There is a lot of talk recently about what it takes to build a great entrepreneurial ecosystem. Programs like Startup America (full disclosure, I am the state chair and I love them) do workshops for the regional champions to discuss best practices; both blogs and books offer instructions on what role the government should play, how universities can support the system and what we all need to do to make it work.
Launch Pad Tech will be a good example of a microecosystem at work. We didn’t want to just do another accelerator — we wanted to innovate on economic development principles and attract great people in great teams. Doing a multi-vertical (tech companies in creative, travel/hospitality and healthcare sectors) accelerator was a new concept that got great traction within the international tech community. Any issues with the business model or development can be worked out so we hunted for individuals who not only could scale big but also wanted to be part of the family we were creating. We want those people to stay in Miami to attract more great people. With the help of a superstar judging panel, we selected the 10 grantees for the first Launch Pad Tech class, ending up with five from the U.S. and five from abroad. We chose another 25 tech startups we believe in who are not in those verticals.
Between our first Launch Pad Tech class and the Community Program, those 35 companies, with more than 100 founders, will all be together, under one roof, in downtown Miami. That density in itself is the start of an ecosystem. Only in breaking bread, and sharing your joys and struggles, does it become something sustainable.
In reviewing more than 200 applications to the programs, the one consistent trait of those who seemed ready for greatness was a sense of balance among the founders. In interviews and in their video submissions, the teams with trusted partners exhibited confidence that was a clear competitive advantage. Everyone talks about complementary skills, but this team equilibrium was shown in other ways, a yin and yang of world view, energy and perhaps life experience. Teammates were respectful, each wanting the others to shine. Until you know your goals (both personally and professionally) and who you are, you won’t attract the partners you may need to find success. In achieving clarity of focus, your team can achieve a Zen stability even through startup chaos.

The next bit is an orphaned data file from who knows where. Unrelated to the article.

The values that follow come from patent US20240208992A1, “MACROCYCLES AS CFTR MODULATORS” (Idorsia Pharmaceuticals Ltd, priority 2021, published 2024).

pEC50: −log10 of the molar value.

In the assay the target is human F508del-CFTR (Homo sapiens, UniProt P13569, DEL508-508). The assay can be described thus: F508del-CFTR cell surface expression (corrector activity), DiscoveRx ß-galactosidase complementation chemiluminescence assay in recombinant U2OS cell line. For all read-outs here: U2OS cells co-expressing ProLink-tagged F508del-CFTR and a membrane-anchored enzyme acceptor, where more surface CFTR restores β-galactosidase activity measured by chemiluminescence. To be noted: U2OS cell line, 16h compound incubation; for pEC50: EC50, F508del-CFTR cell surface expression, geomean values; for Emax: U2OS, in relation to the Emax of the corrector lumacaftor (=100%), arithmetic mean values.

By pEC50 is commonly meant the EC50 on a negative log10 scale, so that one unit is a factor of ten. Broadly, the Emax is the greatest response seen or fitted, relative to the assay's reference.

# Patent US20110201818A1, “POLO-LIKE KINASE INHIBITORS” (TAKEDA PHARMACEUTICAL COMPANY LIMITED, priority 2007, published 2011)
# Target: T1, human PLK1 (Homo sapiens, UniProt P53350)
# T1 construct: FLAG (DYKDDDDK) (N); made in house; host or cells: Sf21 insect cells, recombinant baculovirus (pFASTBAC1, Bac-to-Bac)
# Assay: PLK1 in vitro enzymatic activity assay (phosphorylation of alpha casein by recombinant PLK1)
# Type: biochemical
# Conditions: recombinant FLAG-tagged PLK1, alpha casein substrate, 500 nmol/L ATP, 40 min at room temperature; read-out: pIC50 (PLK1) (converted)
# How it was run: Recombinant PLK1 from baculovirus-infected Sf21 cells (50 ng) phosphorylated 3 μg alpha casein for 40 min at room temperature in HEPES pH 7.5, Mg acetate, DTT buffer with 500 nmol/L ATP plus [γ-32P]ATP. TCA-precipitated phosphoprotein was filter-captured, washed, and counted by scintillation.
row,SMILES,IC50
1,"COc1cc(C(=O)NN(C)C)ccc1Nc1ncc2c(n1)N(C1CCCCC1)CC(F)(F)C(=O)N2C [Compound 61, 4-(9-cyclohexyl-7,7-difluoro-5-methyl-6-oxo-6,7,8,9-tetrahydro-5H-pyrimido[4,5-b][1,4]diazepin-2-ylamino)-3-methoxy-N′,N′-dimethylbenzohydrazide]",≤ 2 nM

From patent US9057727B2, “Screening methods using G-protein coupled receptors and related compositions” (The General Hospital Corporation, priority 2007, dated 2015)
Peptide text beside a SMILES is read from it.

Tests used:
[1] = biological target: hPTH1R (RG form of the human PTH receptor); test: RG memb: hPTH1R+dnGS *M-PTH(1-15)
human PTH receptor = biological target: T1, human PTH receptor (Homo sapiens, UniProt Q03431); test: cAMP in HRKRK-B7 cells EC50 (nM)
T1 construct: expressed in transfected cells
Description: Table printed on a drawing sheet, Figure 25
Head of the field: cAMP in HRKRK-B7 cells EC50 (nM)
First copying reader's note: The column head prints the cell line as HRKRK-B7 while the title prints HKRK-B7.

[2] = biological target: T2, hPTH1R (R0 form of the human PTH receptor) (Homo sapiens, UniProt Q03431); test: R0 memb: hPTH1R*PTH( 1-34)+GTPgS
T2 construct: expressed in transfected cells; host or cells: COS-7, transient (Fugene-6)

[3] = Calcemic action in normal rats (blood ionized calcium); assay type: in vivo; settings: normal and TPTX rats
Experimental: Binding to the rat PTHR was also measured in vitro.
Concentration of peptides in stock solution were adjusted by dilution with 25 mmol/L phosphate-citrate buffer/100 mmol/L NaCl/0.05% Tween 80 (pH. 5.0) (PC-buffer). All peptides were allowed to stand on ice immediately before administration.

A few ways to achieve team equilibrium:
1. Work with mature people — not an age but a state. People who are mature are rational and don’t bring drama and stress into the lives of people they care about.
2. Maintain an open dialogue about each of your personal strengths and weaknesses and the corresponding roles — then stick to it! Maybe press is handled by one of you, then the others should be OK with not being interviewed.
3. Recruit high-level employees, as this will often result in positive results for your company as well as contribute to the local scene. When someone great moves from the West Coast or even Tampa, it promotes Miami as a place of opportunity and offers new network opportunities for the scene as a whole.
4. If you are working on transforming an industry, you may need experts and recognized names in the field as mentors and board members. You can attract world-class members to your board by striving to be world-class yourself. Not cutting corners, nor erring on the side of inclusion. Hold out for the best board members instead of who is available. Their involvement will validate you and Miami, and their network may change the course of your opportunity.